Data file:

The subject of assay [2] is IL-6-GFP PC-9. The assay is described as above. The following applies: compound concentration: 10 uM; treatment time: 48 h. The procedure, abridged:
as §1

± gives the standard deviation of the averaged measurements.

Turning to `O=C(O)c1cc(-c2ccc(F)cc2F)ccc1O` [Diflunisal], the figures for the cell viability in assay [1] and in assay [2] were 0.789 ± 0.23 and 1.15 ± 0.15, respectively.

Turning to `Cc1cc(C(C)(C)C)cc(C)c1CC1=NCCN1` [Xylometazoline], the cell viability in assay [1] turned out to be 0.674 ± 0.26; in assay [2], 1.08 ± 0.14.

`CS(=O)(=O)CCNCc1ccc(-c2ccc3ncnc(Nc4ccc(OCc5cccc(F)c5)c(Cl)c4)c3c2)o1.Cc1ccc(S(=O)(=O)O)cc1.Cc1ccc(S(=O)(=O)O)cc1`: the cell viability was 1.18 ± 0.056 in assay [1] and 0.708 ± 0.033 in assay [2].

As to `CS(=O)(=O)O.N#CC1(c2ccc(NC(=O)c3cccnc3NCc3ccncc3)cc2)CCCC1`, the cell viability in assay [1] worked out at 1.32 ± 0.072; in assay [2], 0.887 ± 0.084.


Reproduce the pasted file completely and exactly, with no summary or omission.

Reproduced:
The subject of assay [2] is IL-6-GFP PC-9. The assay is described as above. The following applies: compound concentration: 10 uM; treatment time: 48 h. The procedure, abridged:
as §1

± gives the standard deviation of the averaged measurements.

Turning to `O=C(O)c1cc(-c2ccc(F)cc2F)ccc1O` [Diflunisal], the figures for the cell viability in assay [1] and in assay [2] were 0.789 ± 0.23 and 1.15 ± 0.15, respectively.

Turning to `Cc1cc(C(C)(C)C)cc(C)c1CC1=NCCN1` [Xylometazoline], the cell viability in assay [1] turned out to be 0.674 ± 0.26; in assay [2], 1.08 ± 0.14.

`CS(=O)(=O)CCNCc1ccc(-c2ccc3ncnc(Nc4ccc(OCc5cccc(F)c5)c(Cl)c4)c3c2)o1.Cc1ccc(S(=O)(=O)O)cc1.Cc1ccc(S(=O)(=O)O)cc1`: the cell viability was 1.18 ± 0.056 in assay [1] and 0.708 ± 0.033 in assay [2].

As to `CS(=O)(=O)O.N#CC1(c2ccc(NC(=O)c3cccnc3NCc3ccncc3)cc2)CCCC1`, the cell viability in assay [1] worked out at 1.32 ± 0.072; in assay [2], 0.887 ± 0.084.